THURSDAY, 8:02am: There doesn’t appear to be a buyer set to purchase a majority stake in the Bucks, according to Rich Kirchen of the Milwaukee Business Journal. Kirchen hears from a source whose input is remarkably similar to that of a source who spoke to Don Walker of the Milwaukee Journal Sentinel earlier this week. Both Kirchen and Walker write that no deal is imminent in spite of a considerable amount of local and national interest in the club. It’s most likely any new investor would purchase a minority share with an option to buy a principal stake when Kohl is ready to step aside, Kirchen observes, though his source wouldn’t rule out the notion that Kohl could give up control of the team soon. A transaction of some kind will probably take place this summer, Kirchen adds.
TUESDAY, 8:28am: Bucks owner Herb Kohl will likely cede control of the franchise in a deal that would bring new ownership aboard, reports Gery Woelfel of The Journal Times. It’s not clear exactly who will be taking over the team, but it won’t be anyone who’ll move the Bucks out of Milwaukee, according to Woelfel, who adds that the sale could take place as soon as late April. Kohl recently turned down a pair of groups with interest in moving the team elsewhere, Woelfel notes.
The 79-year-old Kohl had reportedly been looking for investors to buy minority shares of the club, but it now appears as though he’s ready to give up principal ownership, even though he insisted in late 2013 that he “isn’t going anywhere.” There’s a chance the new regime will keep him around in some sort of capacity, perhaps as an ambassador of sorts, Woelfel writes. Kohl has been particularly intent on building a new arena for the team and making it part of his legacy in Wisconsin, the state he represented for decades in the U.S. Senate.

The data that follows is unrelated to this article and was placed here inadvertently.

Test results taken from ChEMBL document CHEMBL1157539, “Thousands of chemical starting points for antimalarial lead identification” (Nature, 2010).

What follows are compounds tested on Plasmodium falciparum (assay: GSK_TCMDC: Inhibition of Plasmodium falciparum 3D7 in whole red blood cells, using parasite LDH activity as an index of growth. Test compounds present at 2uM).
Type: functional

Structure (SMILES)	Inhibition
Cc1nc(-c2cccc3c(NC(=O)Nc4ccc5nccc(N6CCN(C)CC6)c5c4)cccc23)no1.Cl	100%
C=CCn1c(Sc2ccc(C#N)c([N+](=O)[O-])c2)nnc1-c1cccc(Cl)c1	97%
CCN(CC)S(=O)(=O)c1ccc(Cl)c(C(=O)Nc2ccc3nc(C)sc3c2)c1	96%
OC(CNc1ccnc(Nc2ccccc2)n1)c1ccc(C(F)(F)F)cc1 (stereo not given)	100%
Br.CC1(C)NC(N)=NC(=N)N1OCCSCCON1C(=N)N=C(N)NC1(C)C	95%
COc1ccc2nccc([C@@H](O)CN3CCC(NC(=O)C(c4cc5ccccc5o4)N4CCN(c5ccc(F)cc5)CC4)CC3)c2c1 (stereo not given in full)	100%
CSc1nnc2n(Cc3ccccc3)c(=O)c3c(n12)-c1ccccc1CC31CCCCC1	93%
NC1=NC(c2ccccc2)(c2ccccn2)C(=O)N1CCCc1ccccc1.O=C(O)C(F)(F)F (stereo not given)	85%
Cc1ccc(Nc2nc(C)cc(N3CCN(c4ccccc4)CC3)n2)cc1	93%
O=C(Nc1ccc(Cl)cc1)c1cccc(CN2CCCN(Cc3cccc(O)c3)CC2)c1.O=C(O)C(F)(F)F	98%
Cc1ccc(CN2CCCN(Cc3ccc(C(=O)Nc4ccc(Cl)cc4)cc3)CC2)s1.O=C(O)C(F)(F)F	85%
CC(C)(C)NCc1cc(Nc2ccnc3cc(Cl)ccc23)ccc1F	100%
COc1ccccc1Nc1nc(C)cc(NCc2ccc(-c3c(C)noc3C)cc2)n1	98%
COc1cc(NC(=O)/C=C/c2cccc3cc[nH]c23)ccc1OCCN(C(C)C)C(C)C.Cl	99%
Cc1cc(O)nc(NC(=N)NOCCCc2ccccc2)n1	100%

Four “serious suitors” for the club emerged earlier this year, and it appears as though former Timberwolves GM David Kahn is part of a group that constitutes one of those suitors. Woelfel suggests that the new ownership could be around to make decisions in advance of the draft, but there’s usually a period of at least a few months between the time the sale of a team is consummated and official league approval of the deal. Still, it’s not uncommon for incoming ownership to start calling the shots before the league formally transfers power, so perhaps whoever takes control of the Bucks will indeed start molding the team soon after this season ends.
Concerns about the future of the Bucks are part of the reason why the NBA is apparently reluctant to expand anytime soon, with the threat of Seattle as a vacant market around as motivation for civic leaders to acquiesce to demands for a new arena. The Bucks seemingly face an uphill battle to secure public funding from local governments who’ve shown little willingness to play along. It’s not clear whether a new ownership group will change the atmosphere locally or signal the sort of long-term stability for Milwaukee that would lead the NBA to reconsider expansion.